I am a historical theorist and a cultural historian of East-Central Europe. On the theory side, I am preparing a number of essays in the philosophy of historiography that critique contemporary historical practice with a new post-narrativist approach. I look at various topics such as intra-poetic influences, the temporal structure, and the discursive nature of historical writing. The overall goal is to bring historian-scholars back to the center and rethink history as an argumentative literature about the past.
My dissertation, tentatively entitled “Young Zamość: Polish Utopia in the late Sixteenth Century,” examines prehistorical and early years of the “Renaissance town” Zamość (founded in 1580), one of the very few ideal cities actually built up in the time. Going beyond formal and stylistic analysis by art and architectural historians, I tend to delineate a cultural history of the city. I ask not only how Zamość was realized and nourished, but also what kinds of future orientation were embedded in the minds of his first companion-residents, including the Zamoyski family, invited intellectuals and professors, students in the Academy, Polish workers, and foreign residents. Under what historical circumstances and collective mentalities was the town born and raised up? What were the cultural symbols concealed behind the late Renaissance Poland and the new Commonwealth? Where came the aristocratic hope and anxiety? Was Zamość a truly utopian/euchronian island or experiment in early modern Europe?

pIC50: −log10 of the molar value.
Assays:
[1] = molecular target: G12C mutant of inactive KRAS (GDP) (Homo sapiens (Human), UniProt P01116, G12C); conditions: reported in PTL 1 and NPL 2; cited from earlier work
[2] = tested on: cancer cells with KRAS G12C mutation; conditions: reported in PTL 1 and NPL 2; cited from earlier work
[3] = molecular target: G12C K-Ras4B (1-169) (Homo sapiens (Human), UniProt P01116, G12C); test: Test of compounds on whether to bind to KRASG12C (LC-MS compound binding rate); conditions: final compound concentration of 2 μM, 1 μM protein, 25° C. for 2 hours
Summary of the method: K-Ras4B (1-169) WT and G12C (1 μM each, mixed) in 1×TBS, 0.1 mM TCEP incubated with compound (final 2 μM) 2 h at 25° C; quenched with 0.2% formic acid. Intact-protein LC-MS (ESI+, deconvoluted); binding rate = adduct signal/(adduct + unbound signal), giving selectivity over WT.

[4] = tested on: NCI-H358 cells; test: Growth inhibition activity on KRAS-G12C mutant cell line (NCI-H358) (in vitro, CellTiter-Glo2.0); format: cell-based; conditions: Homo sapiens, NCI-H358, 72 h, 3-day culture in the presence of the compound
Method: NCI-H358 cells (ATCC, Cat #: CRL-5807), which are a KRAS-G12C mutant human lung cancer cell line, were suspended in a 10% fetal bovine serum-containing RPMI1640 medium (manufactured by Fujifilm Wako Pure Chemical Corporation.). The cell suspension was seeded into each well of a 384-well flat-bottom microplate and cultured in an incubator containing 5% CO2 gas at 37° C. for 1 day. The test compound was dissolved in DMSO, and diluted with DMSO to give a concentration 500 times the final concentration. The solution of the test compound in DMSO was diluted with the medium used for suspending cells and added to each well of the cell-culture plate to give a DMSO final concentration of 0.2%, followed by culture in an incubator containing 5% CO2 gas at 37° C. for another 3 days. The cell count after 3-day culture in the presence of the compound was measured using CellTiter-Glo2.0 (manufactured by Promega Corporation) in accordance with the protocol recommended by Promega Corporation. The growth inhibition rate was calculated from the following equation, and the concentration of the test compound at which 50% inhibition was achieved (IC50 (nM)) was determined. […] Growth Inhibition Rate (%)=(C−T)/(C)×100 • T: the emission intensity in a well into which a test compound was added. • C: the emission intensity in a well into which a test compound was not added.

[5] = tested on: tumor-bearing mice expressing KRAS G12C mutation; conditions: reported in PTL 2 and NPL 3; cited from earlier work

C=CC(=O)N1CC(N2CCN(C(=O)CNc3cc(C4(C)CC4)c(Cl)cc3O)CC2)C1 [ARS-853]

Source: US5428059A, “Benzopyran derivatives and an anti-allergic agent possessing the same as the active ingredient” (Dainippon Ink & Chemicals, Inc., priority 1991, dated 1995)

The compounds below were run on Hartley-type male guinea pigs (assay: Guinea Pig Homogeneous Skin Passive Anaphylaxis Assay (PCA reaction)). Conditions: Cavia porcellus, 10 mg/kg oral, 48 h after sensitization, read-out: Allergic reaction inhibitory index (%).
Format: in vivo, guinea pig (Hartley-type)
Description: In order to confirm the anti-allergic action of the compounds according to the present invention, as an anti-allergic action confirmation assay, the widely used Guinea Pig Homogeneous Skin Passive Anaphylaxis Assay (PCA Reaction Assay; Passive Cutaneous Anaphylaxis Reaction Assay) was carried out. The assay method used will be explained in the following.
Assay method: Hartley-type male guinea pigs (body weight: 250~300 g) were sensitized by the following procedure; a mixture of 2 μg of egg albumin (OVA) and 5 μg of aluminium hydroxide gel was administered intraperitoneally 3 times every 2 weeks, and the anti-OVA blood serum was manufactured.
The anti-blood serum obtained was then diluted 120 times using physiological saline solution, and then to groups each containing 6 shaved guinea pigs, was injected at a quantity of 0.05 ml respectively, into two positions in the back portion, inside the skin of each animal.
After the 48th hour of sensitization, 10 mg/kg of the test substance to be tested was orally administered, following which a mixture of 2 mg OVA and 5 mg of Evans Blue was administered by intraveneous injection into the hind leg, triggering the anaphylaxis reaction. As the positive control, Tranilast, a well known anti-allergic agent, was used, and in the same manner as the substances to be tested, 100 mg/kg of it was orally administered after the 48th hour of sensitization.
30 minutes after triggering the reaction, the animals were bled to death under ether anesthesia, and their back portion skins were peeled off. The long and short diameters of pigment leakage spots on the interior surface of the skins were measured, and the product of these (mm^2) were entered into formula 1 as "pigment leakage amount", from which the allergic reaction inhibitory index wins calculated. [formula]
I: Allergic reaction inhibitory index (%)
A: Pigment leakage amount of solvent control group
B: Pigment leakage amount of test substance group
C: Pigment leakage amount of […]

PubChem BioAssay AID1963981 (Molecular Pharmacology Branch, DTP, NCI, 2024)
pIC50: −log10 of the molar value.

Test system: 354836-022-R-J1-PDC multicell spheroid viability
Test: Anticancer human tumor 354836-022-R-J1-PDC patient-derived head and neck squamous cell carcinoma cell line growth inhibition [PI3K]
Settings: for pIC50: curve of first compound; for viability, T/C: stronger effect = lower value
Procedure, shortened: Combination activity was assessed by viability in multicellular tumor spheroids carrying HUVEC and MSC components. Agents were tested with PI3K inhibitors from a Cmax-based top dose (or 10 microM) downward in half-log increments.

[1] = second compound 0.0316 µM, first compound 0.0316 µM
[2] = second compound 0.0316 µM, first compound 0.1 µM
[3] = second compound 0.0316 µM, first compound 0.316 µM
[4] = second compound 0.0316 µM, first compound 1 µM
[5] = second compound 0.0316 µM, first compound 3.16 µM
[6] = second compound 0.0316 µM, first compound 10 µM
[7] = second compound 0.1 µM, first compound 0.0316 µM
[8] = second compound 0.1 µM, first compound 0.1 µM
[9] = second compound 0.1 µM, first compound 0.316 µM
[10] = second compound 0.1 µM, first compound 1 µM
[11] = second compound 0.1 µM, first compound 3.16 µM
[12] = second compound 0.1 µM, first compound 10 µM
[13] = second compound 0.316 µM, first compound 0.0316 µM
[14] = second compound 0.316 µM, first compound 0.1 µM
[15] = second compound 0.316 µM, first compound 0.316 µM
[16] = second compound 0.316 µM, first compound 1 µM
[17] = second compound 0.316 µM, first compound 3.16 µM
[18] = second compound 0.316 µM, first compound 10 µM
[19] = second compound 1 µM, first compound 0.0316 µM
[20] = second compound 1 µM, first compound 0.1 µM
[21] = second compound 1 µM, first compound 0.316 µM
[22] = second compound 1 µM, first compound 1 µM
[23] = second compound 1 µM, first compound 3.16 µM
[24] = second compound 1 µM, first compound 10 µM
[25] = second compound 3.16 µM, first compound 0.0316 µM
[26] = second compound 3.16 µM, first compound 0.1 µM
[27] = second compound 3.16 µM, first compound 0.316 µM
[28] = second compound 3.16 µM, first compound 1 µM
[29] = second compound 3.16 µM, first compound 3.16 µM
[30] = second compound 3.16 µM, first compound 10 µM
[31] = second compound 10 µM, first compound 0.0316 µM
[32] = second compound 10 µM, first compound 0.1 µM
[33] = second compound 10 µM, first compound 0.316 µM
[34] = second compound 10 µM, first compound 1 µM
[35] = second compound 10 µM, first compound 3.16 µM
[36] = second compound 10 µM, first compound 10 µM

I teach undergraduate courses on historical theory, popular themes in cultural history, and topics on Eastern Europe. In my free time, I enjoy reading West Slavic literature and all classic works from the good old days.
Main Advisor: Professor Maciejko